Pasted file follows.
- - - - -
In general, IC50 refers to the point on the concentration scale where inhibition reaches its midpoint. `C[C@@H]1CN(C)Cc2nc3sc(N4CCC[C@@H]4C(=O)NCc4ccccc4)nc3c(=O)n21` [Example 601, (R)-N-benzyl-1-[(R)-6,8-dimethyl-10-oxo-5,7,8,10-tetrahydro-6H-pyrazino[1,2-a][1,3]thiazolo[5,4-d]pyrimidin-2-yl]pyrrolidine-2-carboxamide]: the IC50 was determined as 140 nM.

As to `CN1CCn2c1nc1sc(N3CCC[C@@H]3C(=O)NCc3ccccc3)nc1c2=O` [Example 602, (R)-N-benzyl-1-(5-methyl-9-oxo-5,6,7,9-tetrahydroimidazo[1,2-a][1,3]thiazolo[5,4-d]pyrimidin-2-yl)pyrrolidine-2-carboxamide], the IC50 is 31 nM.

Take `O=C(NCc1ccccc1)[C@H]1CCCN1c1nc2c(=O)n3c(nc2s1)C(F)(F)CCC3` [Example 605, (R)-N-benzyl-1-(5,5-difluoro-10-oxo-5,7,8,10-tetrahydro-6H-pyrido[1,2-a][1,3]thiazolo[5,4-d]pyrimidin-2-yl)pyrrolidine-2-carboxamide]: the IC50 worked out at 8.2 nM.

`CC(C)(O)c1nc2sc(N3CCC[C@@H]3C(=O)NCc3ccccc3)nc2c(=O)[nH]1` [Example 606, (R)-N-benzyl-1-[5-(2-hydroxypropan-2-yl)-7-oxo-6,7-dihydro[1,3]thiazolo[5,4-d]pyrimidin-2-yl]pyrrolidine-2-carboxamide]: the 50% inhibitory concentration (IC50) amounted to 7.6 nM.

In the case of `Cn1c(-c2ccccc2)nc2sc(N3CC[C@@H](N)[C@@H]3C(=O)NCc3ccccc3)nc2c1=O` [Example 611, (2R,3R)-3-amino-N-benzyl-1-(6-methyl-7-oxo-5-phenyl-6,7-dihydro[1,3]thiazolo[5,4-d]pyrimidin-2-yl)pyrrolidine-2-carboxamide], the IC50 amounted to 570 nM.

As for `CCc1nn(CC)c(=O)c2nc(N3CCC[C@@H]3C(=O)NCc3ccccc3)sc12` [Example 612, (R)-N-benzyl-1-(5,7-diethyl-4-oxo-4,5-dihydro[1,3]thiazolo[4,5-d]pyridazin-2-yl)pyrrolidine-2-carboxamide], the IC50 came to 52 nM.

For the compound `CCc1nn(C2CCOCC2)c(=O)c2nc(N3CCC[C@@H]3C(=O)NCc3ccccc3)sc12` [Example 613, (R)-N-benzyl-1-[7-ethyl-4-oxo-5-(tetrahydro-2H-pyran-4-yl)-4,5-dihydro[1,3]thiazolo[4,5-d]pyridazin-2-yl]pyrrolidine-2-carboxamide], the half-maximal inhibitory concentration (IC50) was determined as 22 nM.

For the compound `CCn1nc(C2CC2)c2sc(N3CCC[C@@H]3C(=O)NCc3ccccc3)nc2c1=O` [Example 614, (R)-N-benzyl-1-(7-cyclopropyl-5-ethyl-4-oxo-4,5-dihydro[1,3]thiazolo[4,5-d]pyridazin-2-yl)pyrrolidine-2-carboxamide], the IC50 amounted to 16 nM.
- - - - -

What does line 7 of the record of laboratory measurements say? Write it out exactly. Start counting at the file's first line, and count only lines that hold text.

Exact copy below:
For the compound `CCc1nn(C2CCOCC2)c(=O)c2nc(N3CCC[C@@H]3C(=O)NCc3ccccc3)sc12` [Example 613, (R)-N-benzyl-1-[7-ethyl-4-oxo-5-(tetrahydro-2H-pyran-4-yl)-4,5-dihydro[1,3]thiazolo[4,5-d]pyridazin-2-yl]pyrrolidine-2-carboxamide], the half-maximal inhibitory concentration (IC50) was determined as 22 nM.